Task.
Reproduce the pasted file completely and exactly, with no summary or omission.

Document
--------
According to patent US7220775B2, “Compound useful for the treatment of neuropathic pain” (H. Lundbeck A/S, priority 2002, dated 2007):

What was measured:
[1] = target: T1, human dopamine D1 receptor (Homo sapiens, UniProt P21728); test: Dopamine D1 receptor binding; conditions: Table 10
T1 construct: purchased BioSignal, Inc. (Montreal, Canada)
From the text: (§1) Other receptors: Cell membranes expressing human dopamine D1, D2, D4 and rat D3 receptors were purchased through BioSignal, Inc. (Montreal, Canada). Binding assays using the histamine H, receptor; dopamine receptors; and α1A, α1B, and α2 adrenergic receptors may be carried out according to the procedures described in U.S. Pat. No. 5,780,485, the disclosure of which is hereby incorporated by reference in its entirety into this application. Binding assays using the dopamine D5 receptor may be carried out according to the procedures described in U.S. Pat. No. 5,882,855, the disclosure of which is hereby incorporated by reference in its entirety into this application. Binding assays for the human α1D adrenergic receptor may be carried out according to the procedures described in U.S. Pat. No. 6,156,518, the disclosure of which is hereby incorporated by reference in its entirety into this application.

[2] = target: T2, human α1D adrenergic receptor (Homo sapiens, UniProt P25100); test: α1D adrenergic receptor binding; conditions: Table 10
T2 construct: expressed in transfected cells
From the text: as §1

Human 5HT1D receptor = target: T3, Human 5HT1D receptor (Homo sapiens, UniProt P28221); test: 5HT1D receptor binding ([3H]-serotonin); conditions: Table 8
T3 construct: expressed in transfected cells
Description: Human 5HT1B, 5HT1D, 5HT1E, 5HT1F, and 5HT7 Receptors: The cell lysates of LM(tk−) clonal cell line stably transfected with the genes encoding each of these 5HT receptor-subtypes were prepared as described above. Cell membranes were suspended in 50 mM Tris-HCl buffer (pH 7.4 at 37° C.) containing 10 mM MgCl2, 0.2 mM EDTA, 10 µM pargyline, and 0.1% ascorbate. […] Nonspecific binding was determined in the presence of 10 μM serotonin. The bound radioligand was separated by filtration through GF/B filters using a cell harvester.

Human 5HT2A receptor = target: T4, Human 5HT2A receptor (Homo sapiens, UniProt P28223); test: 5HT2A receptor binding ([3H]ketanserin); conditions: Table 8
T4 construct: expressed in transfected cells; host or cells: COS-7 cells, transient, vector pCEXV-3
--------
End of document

According to patent US7220775B2, “Compound useful for the treatment of neuropathic pain” (H. Lundbeck A/S, priority 2002, dated 2007):

What was measured:
[1] = target: T1, human dopamine D1 receptor (Homo sapiens, UniProt P21728); test: Dopamine D1 receptor binding; conditions: Table 10
T1 construct: purchased BioSignal, Inc. (Montreal, Canada)
From the text: (§1) Other receptors: Cell membranes expressing human dopamine D1, D2, D4 and rat D3 receptors were purchased through BioSignal, Inc. (Montreal, Canada). Binding assays using the histamine H, receptor; dopamine receptors; and α1A, α1B, and α2 adrenergic receptors may be carried out according to the procedures described in U.S. Pat. No. 5,780,485, the disclosure of which is hereby incorporated by reference in its entirety into this application. Binding assays using the dopamine D5 receptor may be carried out according to the procedures described in U.S. Pat. No. 5,882,855, the disclosure of which is hereby incorporated by reference in its entirety into this application. Binding assays for the human α1D adrenergic receptor may be carried out according to the procedures described in U.S. Pat. No. 6,156,518, the disclosure of which is hereby incorporated by reference in its entirety into this application.

[2] = target: T2, human α1D adrenergic receptor (Homo sapiens, UniProt P25100); test: α1D adrenergic receptor binding; conditions: Table 10
T2 construct: expressed in transfected cells
From the text: as §1

Human 5HT1D receptor = target: T3, Human 5HT1D receptor (Homo sapiens, UniProt P28221); test: 5HT1D receptor binding ([3H]-serotonin); conditions: Table 8
T3 construct: expressed in transfected cells
Description: Human 5HT1B, 5HT1D, 5HT1E, 5HT1F, and 5HT7 Receptors: The cell lysates of LM(tk−) clonal cell line stably transfected with the genes encoding each of these 5HT receptor-subtypes were prepared as described above. Cell membranes were suspended in 50 mM Tris-HCl buffer (pH 7.4 at 37° C.) containing 10 mM MgCl2, 0.2 mM EDTA, 10 µM pargyline, and 0.1% ascorbate. […] Nonspecific binding was determined in the presence of 10 μM serotonin. The bound radioligand was separated by filtration through GF/B filters using a cell harvester.

Human 5HT2A receptor = target: T4, Human 5HT2A receptor (Homo sapiens, UniProt P28223); test: 5HT2A receptor binding ([3H]ketanserin); conditions: Table 8
T4 construct: expressed in transfected cells; host or cells: COS-7 cells, transient, vector pCEXV-3